It's time to put an old cop back on the internet beat

It's time to put an old cop back on the internet beat
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While news reports overflow with examples of the Trump administration pulling back on oversight of business, they’re missing the story in one key area: the administration’s aggressive move to restore Federal Trade Commission (FTC) power to police the internet.

For decades, the FTC has been the lead federal agency charged with protecting consumers in the brick and mortar economy and, more recently, online.

But back in 2015, the Federal Communications Commission (FCC) seized exclusive power to regulate internet providers. The move ousted the FTC completely and erased decades' worth of federal internet enforcement policy on issues such as privacy, consumer protection, truth in advertising and more with the stroke of a pen, and it left consumers exposed.

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And while it may sound like a messy inside baseball game of regulatory alphabet soup, this jurisdictional land grab actually has huge consequences for everyone on the web.

 

While the FCC is charged with protecting the public interest, it ultimately lacks the staff, resources, and statutory authority needed for a true on-the-ground, national consumer protection effort. The FTC by contrast has the institutional expertise and Congressional mandate from Congress to rein in corporate abuses and protect consumers. 

Only the FTC can tackle the rising power of the internet giants and hold the big broadband companies accountable for the promises they make consumers. Want to be sure you are getting the “lightning fast” internet speeds that were advertised, worried about fake news polluting your Facebook feed (and our politics), scared of data miners profiling and microtargeting of your children? Those are FTC issues and only restoration of the agency’s traditional role protecting consumers can address them. 

FCC Chairman Ajit Pai deserves credit for recognizing this and moving to restore the FTC’s internet enforcement authority, putting an experienced cop back on the beat to protect consumers online. (Critics worry litigation in California may continue to limit the FTC’s authority even if the FCC acts, but most experts believe the courts will also support the FTC’s traditional role.) From privacy to transparency to fair competition, it will ensure all internet companies receive the oversight and scrutiny applied to every other major business. 

The move is part of a broader FCC effort to rationalize internet regulation to protect consumers and strengthen the internet ecosystem, particularly by boosting investment to deploy faster, more capable networks and close the “digital divide” plaguing many rural, tribal, and low-income communities. 

The heart of this effort is a proceeding currently underway at the FCC to reconsider the Obama administration’s misguided 2015 decision to impose ill-fitting “Title II” telecommunications regulations on broadband. It was that switch from the Clinton era “light touch” approach to the archaic command and control of Title II that ousted the FTC in the first place.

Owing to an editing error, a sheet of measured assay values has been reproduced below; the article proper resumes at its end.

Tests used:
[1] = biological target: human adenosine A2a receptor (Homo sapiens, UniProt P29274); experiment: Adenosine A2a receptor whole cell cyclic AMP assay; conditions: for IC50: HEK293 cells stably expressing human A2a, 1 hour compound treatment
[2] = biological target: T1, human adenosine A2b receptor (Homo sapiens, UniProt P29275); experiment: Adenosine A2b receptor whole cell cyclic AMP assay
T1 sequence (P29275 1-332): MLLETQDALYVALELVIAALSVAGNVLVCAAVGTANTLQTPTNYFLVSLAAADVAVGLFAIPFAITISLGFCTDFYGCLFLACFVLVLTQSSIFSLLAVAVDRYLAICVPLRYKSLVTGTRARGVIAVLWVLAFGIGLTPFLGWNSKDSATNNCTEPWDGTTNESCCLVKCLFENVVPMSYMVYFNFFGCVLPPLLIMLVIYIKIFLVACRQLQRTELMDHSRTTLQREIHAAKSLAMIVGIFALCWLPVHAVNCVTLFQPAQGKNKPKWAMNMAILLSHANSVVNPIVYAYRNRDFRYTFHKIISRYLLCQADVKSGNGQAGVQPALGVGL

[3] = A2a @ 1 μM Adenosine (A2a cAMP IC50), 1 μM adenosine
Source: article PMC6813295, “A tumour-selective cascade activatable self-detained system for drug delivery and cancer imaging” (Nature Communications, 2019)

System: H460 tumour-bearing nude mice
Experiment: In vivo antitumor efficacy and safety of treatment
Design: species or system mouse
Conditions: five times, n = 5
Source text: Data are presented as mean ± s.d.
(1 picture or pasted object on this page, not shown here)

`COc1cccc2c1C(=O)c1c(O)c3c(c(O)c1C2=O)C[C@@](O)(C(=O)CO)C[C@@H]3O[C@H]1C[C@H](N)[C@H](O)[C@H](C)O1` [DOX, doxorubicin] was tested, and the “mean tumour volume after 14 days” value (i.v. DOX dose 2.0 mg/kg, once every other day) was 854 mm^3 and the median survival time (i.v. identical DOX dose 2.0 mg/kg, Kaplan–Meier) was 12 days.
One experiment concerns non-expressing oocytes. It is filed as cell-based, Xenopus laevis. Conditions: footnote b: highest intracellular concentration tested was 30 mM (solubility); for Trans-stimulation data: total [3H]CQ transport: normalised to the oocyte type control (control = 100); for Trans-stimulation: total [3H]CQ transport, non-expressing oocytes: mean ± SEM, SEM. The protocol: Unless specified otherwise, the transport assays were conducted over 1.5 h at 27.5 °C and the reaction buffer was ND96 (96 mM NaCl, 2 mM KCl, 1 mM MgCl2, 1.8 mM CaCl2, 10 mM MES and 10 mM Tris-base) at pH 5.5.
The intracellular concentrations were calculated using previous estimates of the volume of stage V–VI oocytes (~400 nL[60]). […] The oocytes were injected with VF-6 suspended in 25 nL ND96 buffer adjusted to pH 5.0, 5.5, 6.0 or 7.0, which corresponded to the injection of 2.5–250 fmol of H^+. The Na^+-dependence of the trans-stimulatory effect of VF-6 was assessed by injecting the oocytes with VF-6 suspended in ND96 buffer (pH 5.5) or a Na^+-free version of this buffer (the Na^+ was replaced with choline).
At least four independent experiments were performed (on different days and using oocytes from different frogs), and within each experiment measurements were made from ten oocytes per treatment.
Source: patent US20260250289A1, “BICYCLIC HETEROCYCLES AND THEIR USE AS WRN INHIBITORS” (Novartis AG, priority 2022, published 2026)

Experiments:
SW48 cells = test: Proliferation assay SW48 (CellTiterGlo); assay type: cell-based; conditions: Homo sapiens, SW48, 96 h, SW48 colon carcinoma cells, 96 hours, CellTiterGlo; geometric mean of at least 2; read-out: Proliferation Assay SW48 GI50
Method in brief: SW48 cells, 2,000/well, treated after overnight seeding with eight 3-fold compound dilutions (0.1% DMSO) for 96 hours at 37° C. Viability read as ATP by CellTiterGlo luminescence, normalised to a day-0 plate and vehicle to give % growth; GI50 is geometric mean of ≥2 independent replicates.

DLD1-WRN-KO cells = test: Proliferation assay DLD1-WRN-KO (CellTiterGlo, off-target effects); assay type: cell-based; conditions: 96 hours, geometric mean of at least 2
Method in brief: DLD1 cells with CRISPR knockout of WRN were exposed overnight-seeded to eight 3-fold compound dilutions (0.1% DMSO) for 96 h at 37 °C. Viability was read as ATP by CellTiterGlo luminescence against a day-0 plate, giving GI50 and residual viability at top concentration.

Title II is the most extreme form of regulation in the federal Communications Act, a massive superstructure of “public utility” style rules originally designed for the rising telephone monopoly in the early 1930s. It was created by frightened regulators still reeling from the Great Depression and scarred by the brutal anti-consumer monopoly trusts that dominated the early days of railroads, oil, and finance.

That central planning model is a terrible fit for the dynamic modern internet where competition and breakneck technological innovation are producing incredible benefits and capabilities for consumers. One study found that encasing the internet in the regulatory quicksand of Title II would drive down private sector investment by roughly $35 billion a year, a massive shortfall that will slow down efforts to connect unserved communities and provide faster service to all. Another found that just the first year of Title II choked off over five percent of expected network investment.

Indeed, the impact of Title II on broadband is so severe that, earlier this year, 19 local government owned nonprofit internet providers complained to Pai that “we often delay or hold off from rolling out a new feature or service” because of the risks and costs associated with the rules.

The Obama FCC only turned reluctantly to Title II because it was searching for a strong legal foundation to issue separate, far narrower rules to protect “net neutrality” — simple regulations stopping broadband providers from blocking websites, manipulating traffic speeds, or harmfully discriminating in the operation of the internet. The courts had previously questioned the agency’s legal power to do this so overcautious regulators brought in the heavy artillery of Title II.

This worked, in a sense, by allowing the agency’s net neutrality rules to hold up in court. But we are seeing now that this regulatory overkill has inflicted unacceptable collateral damage — driving away needed investment and undermining consumer protection for starters.

Chairman Pai is right to reconsider this flawed path.

There are other ways to protect net neutrality. It would ideally include a bipartisan law to make the rules permanent and put them beyond changes in politics or administrations for good.

And in the meantime, repealing Title II will give consumers a strong cop back on the internet beat and propel new investment in farther reaching and faster networks for all.

David Balto served as a policy director for the Federal Trade Commission and is presently an antitrust lawyer in Washington, D.C.